Deja vu

“I love you to the bottom of my heart and that will never change, BUT,” sternly, gesturing around the careroom, “I really don’t think all this is necessary.”

I grinned to myself, reminded of my mother. In her eighties, she was devastated by a severe stroke with total left neglect. My dad moved them both into a private nursing home so he could stay with her, in the misguided belief that he could help her learn to walk again. And she ranted, “I Just don’t know why your father insists on spending all this money on this fancy hotel!”She had some spicey comments about the service at the “restaurant” too, when one of the care aides tried to feed her. “I have never seen anyone so rude. We’ll never go back to that restaurant,” she fumed, as dad pushed her wheelchair down the hall.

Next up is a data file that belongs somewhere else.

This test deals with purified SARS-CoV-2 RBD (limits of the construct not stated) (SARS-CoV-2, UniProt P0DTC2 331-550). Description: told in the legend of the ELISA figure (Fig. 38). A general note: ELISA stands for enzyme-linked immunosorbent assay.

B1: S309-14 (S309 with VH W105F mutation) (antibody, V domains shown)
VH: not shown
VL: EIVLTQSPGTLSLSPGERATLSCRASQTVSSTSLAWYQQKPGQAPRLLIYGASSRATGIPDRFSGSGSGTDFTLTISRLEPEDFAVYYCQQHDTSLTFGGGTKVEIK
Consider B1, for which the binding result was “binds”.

Our discussion trails off into nonsense and non sequitur, including another serious interlude: “I’m worried. I’m worried about our kids. Don’t you think you should give them something to eat? See,” pointing to a small lady across the hall, “there’s one of them now.”

I gulp, wavering between explaining for the third time in the hour that the kids are so grown up they are about to start drawing their pensions, or ignoring the issue altogether.

Inspiration strikes and I say, “well we’re having dinner at five o’clock. Do you think they can wait til then?”

“Ah, five o’clock sure that’s good, that’s great!” and my love’s injured mind wanders off into another stream of consciousness.

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